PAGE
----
Sect follows different brand of Islamic law

TOUBA (Senegal): Buy a watch or a CD from an African street-seller in New York, Paris or Rome and your money could find its way to this dusty Senegalese city controlled by a powerful Muslim brotherhood.

Known as “little Mecca”, the city of Touba sprawls across the flat, arid scrubland of north-east Senegal, its towering white-marble mosque looming above the peanut fields.

It is revered as the birthplace of Sheikh Amadou Bamba, the founder of the Mouride brotherhood, an African branch of Islam that preaches hard work as a means to enter paradise.

From a tiny village 100 years ago, Touba has grown to become the hub of a global network of small businessmen and street hawkers who funnel a share of their profits back to their religious leaders.

“The Grand Mosque, the whole of Touba, was built by Mourides’ donations,” said Sheikh Serigne Abdou Mbacke, a descendant of Bamba.

“If we took money from the Saudis to build our mosques, we’d have to pray the way they wanted,” he said.

While a rash of Saudi-built mosques in West Africa has stirred concerns of a rise in Wahhabi fundamentalism in the arid Sahel, the Mourides preach tolerance.

Founded under the yoke of French colonialism in the 1880s, Mouridism values independence and personal religious fulfilment.

Unlike other Muslim holy cities, such as Mecca, women in Touba do not wear a veil and can move freely. One branch of the brotherhood, the dreadlocked Baye Fall, are excused from prayer and can even drink alcohol and smoke.

Originally a rural movement that controlled Senegal’s main cash-crop, peanuts, Mouridism changed forever when a prolonged drought afflicted West Africa in the 1970s, forcing its devotees to the cities. Many spiritual leaders encouraged their followers to head overseas to seek their fortune from trade.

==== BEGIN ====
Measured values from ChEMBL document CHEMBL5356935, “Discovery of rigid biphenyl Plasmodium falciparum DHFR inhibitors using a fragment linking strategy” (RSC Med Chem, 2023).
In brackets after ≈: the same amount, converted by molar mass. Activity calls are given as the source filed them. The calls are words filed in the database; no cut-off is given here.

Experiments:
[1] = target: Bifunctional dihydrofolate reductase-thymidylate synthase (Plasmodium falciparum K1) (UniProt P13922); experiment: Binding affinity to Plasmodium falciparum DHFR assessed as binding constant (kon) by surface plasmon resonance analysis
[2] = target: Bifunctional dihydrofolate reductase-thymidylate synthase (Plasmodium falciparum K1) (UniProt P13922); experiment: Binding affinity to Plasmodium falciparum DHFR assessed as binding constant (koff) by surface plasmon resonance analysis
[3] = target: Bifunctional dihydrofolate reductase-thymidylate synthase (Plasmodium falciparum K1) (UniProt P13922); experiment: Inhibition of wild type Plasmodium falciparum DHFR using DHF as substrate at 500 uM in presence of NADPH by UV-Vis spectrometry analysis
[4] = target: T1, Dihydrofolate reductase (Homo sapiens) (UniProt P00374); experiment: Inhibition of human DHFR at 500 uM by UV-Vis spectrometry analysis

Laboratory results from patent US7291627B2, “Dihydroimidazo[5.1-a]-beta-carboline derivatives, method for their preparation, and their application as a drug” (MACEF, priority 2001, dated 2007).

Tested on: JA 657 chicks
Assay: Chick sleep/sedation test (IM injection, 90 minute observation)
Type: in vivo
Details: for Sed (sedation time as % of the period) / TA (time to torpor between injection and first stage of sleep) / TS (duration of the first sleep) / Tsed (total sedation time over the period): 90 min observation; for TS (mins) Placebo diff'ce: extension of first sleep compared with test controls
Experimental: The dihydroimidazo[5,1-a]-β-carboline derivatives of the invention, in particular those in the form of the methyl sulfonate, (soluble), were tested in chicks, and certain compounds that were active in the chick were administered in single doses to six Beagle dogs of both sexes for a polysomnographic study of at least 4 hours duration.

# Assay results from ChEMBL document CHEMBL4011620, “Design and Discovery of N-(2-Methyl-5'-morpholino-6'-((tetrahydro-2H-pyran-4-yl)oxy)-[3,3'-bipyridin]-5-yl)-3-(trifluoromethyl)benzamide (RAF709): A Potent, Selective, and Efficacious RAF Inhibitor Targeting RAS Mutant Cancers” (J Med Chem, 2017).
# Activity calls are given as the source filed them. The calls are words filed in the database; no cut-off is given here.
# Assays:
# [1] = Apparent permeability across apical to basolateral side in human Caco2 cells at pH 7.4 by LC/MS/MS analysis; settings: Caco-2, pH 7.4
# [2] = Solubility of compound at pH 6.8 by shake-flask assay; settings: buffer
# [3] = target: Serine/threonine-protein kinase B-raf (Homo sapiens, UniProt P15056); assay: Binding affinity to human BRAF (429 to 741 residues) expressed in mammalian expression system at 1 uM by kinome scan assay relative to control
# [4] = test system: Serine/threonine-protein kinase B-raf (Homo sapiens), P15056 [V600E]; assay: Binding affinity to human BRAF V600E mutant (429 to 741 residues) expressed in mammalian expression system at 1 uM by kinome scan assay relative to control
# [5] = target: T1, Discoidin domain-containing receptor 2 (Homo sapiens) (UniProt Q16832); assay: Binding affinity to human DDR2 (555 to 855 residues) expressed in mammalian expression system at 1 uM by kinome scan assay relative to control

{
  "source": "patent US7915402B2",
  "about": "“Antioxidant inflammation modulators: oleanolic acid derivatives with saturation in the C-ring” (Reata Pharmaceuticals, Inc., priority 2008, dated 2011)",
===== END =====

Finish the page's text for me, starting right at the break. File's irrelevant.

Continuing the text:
More than a third of Senegal’s 11 million people are now Mourides, including President Aboulaye Wade, and the group wields vast influence in the 95% Muslim nation.

The political clout of the Mourides has helped maintain hefty subsidies for Senegal’s peanut sector and ensures that Touba remains free of customs duties – making it a busy crossroads for trade across the region.

Their dictum, “pray as if you will die tomorrow and work as if you will live for ever”, has brought the Mourides economic success wherever they have settled.

In New York, the Mourides established their own community, Little Senegal, and July 28 has officially been designated Sheikh Amadou Bamba day.

But some orthodox Muslims question whether the Mourides’ reverence for Bamba eclipses their respect for the Prophet Muhammad: one of the pillars of Islam. They also note that Baye Fall are excused from fasting during the month of Ramadan and the five daily prayers.

“If you do not pray five times a day and you do not observe Ramadan, what kind of Muslim are you?” said Idrissa Sonko, a security guard in Dakar.

Mourides also believe that those without the money to make the pilgrimage to Mecca – another of Islam’s pillars, the haj – may simply travel to Touba, with the same spiritual benefit.

In their defence, Mourides say the intervention of the saintly Bamba has allowed them to bend these rules slightly.

“To be a Mouride is, above all, to be a Muslim,” said Mbacke. “Sheikh Amadou Bamba stayed within the tradition of the prophet.”

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